Id. at 89. (emphasis added) (citations and footnote omitted). The majority's new rule means that the landlord will be forced to defend the case in court even if the plaintiff concedes that the landlord behaved reasonably in not knowing about a Code violation. Without any express instruction, the majority reads into the statute the dramatic institution of a wholly new regulatory scheme that essentially imposes strict liability upon landlords and makes landlords the insurers of litigants for injuries sustained by a minor plaintiff due to exposure to lead-based paint. See Richwind, 335 Md. at 674-75, 645 A.2d at 1153 (noting that lack of a notice requirement to the landlord could impose a standard amounting to strict liability for any defect arising on the premises during the term of the lease); Benik v. Hatcher, 358 Md. 507, 750 A.2d 10 (2000) (reaffirming the Richwind holding that there is no duty to inspect premises during the tenancy). Furthermore, the majority's new rule means that plaintiff tenants will no longer be required to notify landlords of hazards in their dwelling home, hazards that they, not the landlord, are in the best position to identify.
The common law used to deal with such unfairness by providing that a landlord who had a valid excuse, such as lack of notice, for not remedying the violation would not be held liable, see RESTATEMENT (SECOND) OF TORTS § 288A(2)(b) (1965) (excusing liability for violation of a legislative enactment or administrative regulation when defendant neither knows nor should know of the occasion for compliance). But under the majority's new rule, no such excuse is relevant.
It is axiomatic that statutes are presumed not to make any alterations or innovations in the common law further than is expressly declared, and that when a statute does expressly revise the common law, it should be strictly construed. Zetty v. Piatt, 365 Md. 141, 153, 776 A.2d 631, 638 (2001) (noting that absent a clear indication to the contrary, we assume that a statute or ordinance did not intend to amend, nullify, or supersede the common law); see also Bruce v. Dyer, 309 Md. 421, 431-32, 524 A.2d 777, 782 (1987); MacBride v. Gulbro, 247 Md. 727, 729, 234 A.2d 586, 588 (1967); 2A NORMAN J. SINGER, SUTHERLAND STATUTORY CONSTRUCTION § 50.05 (4th ed. 1984).
In this case, we have a well-settled principle in Maryland common law that an element of a prima facie case for negligence for injuries resulting from lead-based paint is that the landlord knew or had reason to know of flaking paint on the premises. Although we articulated this rule in Richwind, its principles and origins had been well-established and thoroughly developed in this State's common law. See Scott v. Watson, 278 Md. 160, 169, 359 A.2d 548, 554 (1976); Ramsey v. D.P.A Associates, 265 Md. 319, 322, 289 A.2d 321, 323 (1972); Katz v. Holsinger, 264 Md. 307, 312, 286 A.2d 115, 118 (1972); Pinehurst Co. v. Phelps, 163 Md. 68, 73, 160 A. 736, 738 (1932). Moreover, it has been followed since Richwind by this Court without disapproval. See, e.g., Jones v. Mid-Atlantic Funding, 362 Md. 661, 766 A.2d 617 (2001); Brown v. Dermer, 357 Md. 344, 744 A.2d 47 (2000). Thus, when we decided Richwind, we confirmed only what the common law clearly mandated, particularly in light of the City Council's lack of an express intent to abolish or modify this rule.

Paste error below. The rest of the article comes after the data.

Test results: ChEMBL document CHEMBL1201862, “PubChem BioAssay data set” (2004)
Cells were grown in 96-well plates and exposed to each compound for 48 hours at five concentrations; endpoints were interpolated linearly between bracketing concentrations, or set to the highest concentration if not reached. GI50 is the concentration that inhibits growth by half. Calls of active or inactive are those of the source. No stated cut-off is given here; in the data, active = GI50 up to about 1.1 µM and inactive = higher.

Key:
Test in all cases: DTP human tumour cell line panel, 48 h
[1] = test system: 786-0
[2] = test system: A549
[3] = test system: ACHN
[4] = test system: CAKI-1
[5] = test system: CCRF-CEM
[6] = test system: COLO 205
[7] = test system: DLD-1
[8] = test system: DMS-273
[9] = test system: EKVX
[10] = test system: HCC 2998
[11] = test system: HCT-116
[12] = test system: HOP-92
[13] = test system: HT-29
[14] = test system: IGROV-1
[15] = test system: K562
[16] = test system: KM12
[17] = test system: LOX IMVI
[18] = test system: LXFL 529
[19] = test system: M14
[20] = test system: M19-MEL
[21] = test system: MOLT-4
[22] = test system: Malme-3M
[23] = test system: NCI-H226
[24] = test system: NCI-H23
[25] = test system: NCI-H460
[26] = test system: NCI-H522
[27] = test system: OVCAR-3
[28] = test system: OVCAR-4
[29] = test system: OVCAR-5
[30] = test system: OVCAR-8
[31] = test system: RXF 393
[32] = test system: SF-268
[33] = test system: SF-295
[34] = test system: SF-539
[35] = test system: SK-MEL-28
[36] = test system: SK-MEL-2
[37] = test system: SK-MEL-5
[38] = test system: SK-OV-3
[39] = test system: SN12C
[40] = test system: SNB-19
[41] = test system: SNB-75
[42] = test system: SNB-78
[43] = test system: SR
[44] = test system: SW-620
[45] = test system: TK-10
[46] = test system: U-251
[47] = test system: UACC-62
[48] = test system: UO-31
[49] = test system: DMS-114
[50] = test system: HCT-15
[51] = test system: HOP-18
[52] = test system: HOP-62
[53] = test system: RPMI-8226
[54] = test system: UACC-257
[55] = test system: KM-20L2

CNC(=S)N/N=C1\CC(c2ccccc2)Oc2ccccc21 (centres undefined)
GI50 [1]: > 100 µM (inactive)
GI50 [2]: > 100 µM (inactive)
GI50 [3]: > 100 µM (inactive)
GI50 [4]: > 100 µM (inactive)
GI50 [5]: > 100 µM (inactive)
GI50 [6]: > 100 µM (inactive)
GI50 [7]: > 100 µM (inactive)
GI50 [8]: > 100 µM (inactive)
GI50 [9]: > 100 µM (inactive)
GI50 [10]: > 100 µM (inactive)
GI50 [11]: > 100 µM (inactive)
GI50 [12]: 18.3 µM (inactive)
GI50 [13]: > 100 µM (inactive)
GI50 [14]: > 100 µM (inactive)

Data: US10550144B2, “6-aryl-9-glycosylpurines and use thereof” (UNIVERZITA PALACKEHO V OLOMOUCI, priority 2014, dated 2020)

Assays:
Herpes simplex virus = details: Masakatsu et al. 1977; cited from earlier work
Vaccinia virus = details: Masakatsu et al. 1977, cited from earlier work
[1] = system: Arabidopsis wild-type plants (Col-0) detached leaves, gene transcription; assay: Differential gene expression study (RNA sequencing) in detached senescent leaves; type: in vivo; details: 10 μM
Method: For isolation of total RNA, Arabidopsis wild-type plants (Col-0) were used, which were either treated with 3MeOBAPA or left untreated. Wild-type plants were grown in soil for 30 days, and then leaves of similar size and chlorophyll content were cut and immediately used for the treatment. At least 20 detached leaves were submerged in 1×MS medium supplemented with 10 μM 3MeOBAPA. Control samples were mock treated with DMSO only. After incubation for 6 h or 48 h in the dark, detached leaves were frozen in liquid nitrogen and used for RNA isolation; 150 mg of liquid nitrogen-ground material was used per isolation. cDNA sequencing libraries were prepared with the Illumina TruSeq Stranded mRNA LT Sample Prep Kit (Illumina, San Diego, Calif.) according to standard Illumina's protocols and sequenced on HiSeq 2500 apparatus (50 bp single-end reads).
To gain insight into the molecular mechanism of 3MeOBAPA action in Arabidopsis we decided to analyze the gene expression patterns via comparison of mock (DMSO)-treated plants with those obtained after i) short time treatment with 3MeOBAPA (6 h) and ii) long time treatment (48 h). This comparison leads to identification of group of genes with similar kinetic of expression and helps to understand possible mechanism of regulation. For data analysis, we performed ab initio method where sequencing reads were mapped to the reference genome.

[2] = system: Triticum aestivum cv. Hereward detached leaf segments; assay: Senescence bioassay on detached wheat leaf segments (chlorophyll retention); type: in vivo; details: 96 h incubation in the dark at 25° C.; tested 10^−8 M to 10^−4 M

Furthermore, although the majority refers to § 17.6 of the Restatement (Second) of Property in support of its holding, in actuality, when one examines the official commentary to that section, it is obvious that the Restatement affirms the common law requirement of notice, even in view of a statute that imposes a duty on the landlord to maintain safely the premises. The commentary reads as follows:
"a. Rationale. Insofar as a duty created by a statute or administrative regulation is concerned, the rule of this section is based on the assumption that the statute or regulation represents a legislative determination of the standard of conduct required of the landlord, so that the violation constitutes negligence per se. . . .